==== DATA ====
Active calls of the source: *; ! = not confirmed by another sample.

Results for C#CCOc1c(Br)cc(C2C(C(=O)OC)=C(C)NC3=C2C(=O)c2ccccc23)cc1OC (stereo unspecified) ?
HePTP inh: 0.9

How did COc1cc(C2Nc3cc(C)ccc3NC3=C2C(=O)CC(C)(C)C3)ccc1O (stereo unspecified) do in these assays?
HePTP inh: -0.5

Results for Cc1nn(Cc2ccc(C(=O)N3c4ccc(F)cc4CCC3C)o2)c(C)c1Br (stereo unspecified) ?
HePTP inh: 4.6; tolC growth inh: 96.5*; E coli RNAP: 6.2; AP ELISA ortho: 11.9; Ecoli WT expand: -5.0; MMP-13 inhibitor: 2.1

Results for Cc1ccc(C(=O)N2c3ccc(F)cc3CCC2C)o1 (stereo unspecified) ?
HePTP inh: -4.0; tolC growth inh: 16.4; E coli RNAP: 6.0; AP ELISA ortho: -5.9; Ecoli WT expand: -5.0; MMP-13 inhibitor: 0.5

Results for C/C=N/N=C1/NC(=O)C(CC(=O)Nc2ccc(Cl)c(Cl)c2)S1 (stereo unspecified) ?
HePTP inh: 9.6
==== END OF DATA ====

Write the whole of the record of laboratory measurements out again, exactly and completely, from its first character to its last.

Active calls of the source: *; ! = not confirmed by another sample.

Results for C#CCOc1c(Br)cc(C2C(C(=O)OC)=C(C)NC3=C2C(=O)c2ccccc23)cc1OC (stereo unspecified) ?
HePTP inh: 0.9

How did COc1cc(C2Nc3cc(C)ccc3NC3=C2C(=O)CC(C)(C)C3)ccc1O (stereo unspecified) do in these assays?
HePTP inh: -0.5

Results for Cc1nn(Cc2ccc(C(=O)N3c4ccc(F)cc4CCC3C)o2)c(C)c1Br (stereo unspecified) ?
HePTP inh: 4.6; tolC growth inh: 96.5*; E coli RNAP: 6.2; AP ELISA ortho: 11.9; Ecoli WT expand: -5.0; MMP-13 inhibitor: 2.1

Results for Cc1ccc(C(=O)N2c3ccc(F)cc3CCC2C)o1 (stereo unspecified) ?
HePTP inh: -4.0; tolC growth inh: 16.4; E coli RNAP: 6.0; AP ELISA ortho: -5.9; Ecoli WT expand: -5.0; MMP-13 inhibitor: 0.5

Results for C/C=N/N=C1/NC(=O)C(CC(=O)Nc2ccc(Cl)c(Cl)c2)S1 (stereo unspecified) ?
HePTP inh: 9.6